In this article from the Washington Times the point about developing a second generation bio-fuel to combat things such as, “ethical questions regarding long-term sustainability of crop production land; transportation costs; the use of food stocks as a transportation fuel; and the increased consumer costs associated with diverting corn away from meat and dairy production.” Like the second generation Ipod, bio-fuels need to last longer and run more efficiently. There needs to be a mass movement away from corn-based ethanol and in the direction of cellulosic fuel. One acre of corn produces 400 gallons of ethanol. On the other hand 1 ton of biomass can produce 100 gallons of ethanol and there is more than 1 billion tons of biomass in the US.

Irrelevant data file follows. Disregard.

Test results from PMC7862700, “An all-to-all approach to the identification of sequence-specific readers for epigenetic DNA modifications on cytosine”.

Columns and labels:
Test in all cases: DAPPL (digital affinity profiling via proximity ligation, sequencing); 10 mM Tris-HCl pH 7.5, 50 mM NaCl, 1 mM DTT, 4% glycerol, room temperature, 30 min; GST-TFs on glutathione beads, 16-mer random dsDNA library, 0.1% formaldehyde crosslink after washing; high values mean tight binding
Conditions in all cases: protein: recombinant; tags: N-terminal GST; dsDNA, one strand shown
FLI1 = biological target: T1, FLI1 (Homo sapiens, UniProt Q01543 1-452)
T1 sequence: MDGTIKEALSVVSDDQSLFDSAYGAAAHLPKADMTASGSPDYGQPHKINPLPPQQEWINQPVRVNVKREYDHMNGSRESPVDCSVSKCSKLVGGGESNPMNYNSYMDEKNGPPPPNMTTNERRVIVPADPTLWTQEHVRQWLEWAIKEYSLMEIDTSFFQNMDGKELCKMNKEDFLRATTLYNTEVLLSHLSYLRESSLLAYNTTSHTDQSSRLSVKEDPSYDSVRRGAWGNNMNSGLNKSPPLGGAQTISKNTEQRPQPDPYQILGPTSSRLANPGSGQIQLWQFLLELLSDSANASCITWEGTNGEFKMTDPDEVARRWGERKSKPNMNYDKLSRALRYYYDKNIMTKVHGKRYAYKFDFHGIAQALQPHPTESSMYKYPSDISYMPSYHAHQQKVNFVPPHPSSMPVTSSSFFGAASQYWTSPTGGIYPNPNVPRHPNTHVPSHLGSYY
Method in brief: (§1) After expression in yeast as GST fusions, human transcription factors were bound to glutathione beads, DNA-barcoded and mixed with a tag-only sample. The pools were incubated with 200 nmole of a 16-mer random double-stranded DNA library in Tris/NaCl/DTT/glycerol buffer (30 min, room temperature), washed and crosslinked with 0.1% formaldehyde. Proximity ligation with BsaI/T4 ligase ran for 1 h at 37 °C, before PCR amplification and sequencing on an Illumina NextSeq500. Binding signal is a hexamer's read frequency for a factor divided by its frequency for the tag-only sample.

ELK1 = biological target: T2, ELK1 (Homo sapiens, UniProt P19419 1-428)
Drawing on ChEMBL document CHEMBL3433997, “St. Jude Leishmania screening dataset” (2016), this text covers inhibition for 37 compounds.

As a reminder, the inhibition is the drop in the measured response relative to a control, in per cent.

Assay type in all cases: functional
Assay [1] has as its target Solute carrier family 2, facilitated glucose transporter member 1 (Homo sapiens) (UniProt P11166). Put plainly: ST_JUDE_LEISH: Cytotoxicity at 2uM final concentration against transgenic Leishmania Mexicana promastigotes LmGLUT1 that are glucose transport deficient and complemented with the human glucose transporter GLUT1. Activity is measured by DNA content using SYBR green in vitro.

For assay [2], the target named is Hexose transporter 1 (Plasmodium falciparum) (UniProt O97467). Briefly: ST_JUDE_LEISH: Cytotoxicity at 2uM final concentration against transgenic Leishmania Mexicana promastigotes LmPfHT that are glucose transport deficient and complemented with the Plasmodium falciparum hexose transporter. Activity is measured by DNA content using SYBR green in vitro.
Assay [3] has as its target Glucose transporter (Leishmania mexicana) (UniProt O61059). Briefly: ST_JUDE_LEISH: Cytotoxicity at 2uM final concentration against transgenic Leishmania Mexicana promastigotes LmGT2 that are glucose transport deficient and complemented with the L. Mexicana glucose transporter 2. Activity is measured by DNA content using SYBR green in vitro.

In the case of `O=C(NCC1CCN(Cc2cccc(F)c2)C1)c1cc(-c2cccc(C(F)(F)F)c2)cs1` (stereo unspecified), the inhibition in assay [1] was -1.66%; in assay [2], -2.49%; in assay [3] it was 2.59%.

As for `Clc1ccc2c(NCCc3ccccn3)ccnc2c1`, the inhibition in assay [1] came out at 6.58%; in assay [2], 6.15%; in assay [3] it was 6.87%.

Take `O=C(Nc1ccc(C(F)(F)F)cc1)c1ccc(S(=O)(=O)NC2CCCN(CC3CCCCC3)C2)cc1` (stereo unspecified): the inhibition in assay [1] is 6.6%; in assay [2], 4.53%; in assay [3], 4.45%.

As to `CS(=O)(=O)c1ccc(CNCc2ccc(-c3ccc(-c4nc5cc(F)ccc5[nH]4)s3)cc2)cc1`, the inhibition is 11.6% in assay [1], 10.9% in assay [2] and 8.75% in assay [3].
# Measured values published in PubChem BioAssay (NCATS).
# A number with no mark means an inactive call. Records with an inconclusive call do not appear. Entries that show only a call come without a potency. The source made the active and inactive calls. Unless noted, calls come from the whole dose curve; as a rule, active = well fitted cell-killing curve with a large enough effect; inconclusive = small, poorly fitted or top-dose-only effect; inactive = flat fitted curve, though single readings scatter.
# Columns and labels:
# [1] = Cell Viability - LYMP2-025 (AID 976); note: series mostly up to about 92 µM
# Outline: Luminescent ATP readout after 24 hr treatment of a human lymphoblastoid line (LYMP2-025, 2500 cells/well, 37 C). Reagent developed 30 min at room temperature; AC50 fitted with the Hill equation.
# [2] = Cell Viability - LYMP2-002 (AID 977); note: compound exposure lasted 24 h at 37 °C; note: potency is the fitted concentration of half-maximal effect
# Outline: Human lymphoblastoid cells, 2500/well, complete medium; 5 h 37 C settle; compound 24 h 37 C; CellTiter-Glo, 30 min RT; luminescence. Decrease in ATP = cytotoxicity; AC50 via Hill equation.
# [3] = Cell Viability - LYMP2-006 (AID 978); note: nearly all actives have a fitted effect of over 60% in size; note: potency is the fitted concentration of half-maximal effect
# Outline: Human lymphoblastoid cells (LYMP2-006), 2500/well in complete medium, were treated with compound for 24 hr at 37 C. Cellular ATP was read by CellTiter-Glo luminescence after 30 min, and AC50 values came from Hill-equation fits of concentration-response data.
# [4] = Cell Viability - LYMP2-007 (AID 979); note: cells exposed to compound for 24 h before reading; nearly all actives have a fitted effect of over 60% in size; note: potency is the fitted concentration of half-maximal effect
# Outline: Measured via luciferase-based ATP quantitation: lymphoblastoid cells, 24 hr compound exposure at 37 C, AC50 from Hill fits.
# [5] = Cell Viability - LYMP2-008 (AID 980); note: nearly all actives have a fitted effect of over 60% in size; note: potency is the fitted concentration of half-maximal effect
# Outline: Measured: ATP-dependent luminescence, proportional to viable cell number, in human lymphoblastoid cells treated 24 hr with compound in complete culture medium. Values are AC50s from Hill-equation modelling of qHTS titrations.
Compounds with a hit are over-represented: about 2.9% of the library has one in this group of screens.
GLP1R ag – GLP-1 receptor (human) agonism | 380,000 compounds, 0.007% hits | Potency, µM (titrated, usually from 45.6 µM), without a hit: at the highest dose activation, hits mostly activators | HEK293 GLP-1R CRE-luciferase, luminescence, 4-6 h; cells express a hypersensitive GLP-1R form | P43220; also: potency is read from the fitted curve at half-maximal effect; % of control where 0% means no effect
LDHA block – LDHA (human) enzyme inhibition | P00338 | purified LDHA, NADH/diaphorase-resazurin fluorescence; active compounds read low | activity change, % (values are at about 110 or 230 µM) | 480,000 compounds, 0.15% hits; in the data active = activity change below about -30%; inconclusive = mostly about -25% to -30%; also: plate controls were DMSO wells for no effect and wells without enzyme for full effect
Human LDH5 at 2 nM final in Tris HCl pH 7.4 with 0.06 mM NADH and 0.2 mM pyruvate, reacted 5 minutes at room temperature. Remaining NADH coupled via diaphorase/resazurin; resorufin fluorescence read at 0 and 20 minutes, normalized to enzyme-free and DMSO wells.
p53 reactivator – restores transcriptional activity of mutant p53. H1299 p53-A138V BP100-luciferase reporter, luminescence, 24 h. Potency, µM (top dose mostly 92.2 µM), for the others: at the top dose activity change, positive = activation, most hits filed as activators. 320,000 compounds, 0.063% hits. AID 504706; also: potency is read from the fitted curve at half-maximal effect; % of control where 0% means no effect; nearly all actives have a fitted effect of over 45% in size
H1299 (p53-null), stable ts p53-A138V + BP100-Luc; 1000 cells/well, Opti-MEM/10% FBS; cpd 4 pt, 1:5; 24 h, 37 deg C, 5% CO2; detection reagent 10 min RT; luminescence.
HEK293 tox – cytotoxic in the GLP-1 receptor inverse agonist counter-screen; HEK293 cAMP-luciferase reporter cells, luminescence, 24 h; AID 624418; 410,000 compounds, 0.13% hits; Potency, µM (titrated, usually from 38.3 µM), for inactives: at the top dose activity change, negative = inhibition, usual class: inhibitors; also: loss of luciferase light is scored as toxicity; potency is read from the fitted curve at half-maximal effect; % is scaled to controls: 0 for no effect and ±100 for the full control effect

The article also references a cellulosic fuel producer Coskata Inc. that has recently formed a partnership with General Motors in order to help with its flex fuel program. The company says that because of the low costs of production the company hopes that it will cost $1 to make. Through the partnership the two firms, GM and Coskata, hope that at the fuel pump the price will be at least a $1 less than fuel prices.